This nation has lost its focus on what made us great. I read today about Norway’s current ranking as the most mother friendly nation. As I delved deeper into the issues, I began to think about the tragedy of America’s biggest and least talked about waste of national resources, that of our people. In a country of more than a quarter billion people it is more than a statistical probability that there are a lot of very smart people in all avenues of the nation.
Many of these people would be destined to be quite successful given reasonable opportunities. A smaller percentage (but still a large number) might be destined to be the nation’s, or the world’s, greatest scientists, entrepreneurs, politicians (as in leaders, not today definition), artists and philosophers. However, such potential can only manifests itself when the individuals obtain the education and social support needed to learn and mature.
We often talk of how great America is, and the huge accomplishments that have been part of our history. A closer look at the successes in the 20th century reveals that we produced much of those achievements after large scale education of the population. Support of public schools became the rule. The GI bill after WWII resulted in a heavy GOVERNMENT investment in education and unleashed a wave of technology that drove our nation forward.
The labor movement brought millions of Americans up to the middle class and raised middle class family standards to a level that made it possible to send their kids to college. Even if our parents could not quite afford to send us, low interest student loans applied toward tuition at heavily subsidized state universities made college financing quite manageable.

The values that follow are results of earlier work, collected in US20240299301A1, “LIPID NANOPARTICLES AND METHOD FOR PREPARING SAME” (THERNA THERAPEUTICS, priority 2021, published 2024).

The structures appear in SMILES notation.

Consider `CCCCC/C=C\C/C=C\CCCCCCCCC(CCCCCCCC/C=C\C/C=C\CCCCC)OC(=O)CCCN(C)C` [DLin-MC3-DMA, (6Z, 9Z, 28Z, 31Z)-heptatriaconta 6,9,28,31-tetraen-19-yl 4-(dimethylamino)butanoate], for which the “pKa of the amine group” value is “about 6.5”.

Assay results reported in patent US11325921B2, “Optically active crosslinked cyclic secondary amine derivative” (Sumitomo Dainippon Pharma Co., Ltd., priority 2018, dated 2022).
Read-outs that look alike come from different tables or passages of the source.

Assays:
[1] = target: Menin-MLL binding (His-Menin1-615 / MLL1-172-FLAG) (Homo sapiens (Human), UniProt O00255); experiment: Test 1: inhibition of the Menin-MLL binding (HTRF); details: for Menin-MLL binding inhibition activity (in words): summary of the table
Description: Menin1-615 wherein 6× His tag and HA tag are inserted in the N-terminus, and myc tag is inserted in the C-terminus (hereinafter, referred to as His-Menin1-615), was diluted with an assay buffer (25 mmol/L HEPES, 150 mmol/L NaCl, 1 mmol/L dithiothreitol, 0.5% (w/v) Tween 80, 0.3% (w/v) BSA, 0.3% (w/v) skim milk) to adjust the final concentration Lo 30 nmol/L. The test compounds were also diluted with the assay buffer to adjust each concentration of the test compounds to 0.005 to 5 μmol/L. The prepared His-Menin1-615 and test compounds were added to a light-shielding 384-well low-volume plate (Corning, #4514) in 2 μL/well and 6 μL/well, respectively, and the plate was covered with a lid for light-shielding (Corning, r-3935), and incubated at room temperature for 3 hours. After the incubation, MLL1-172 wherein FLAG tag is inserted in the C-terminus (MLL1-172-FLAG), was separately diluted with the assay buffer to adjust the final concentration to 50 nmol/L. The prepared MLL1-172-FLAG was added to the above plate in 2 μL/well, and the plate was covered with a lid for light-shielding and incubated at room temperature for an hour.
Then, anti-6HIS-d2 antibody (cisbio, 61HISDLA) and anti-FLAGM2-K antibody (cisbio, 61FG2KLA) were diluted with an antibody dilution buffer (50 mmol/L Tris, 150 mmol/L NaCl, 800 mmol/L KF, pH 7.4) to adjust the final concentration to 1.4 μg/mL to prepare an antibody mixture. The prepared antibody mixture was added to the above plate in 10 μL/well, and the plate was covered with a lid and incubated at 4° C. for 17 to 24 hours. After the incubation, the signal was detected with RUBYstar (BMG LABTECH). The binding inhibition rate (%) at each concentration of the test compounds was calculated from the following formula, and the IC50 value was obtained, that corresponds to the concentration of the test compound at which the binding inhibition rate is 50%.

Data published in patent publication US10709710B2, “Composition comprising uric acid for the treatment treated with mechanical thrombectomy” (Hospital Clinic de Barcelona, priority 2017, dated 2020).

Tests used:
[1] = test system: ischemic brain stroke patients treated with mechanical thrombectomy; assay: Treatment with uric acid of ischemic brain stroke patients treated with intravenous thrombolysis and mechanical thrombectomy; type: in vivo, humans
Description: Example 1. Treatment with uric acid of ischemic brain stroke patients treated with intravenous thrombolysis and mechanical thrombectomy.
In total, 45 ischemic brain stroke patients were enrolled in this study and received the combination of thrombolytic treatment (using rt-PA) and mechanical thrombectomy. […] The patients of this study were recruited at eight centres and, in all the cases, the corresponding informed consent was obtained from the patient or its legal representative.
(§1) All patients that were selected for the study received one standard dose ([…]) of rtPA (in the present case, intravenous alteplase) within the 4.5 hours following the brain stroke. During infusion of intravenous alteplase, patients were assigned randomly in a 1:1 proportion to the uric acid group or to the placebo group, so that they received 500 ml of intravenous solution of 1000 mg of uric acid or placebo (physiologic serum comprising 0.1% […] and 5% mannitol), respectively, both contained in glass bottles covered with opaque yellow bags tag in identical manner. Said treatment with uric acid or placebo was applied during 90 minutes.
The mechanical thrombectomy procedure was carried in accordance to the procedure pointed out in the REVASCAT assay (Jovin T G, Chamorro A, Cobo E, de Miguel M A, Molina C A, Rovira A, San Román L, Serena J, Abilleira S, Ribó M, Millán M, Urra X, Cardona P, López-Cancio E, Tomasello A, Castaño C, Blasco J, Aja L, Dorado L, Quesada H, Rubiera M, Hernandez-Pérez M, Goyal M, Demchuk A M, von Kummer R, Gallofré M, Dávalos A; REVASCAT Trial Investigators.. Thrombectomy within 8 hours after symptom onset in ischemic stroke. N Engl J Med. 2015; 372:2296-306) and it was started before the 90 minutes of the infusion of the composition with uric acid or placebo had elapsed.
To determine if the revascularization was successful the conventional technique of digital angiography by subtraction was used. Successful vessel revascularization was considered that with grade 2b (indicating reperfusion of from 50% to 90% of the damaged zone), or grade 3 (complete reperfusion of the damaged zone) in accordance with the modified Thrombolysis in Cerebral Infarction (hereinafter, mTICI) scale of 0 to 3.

A look at the civil right movement is another clear example of bringing more of the population along with it’s locked-up talent into the mainstream though education. Absent the advances made during those years, it would likely be a rare sight to find an “intelligent” (educated) person of color either in middle or upper levels of society in America. All the current success stories could be just a list of wasted minds and lost productivity.
Every time we educate a population, we release its previously hidden “people resource”. It is kind of like mining. If you want to release the buried treasure or energy resource, you have to painstakingly mine it and separate it from the lower value resources. The only way to mine the American population for our national treasures, our best scientists, leaders, entrepreneurs, artists, musicians, etc., is to cast a broad net of education over them so the most important, and currently most wasted American resource can be recovered before it is forever lost.
If we could turn the conversation to this kind of mining, you would have my support for “drill, baby drill”.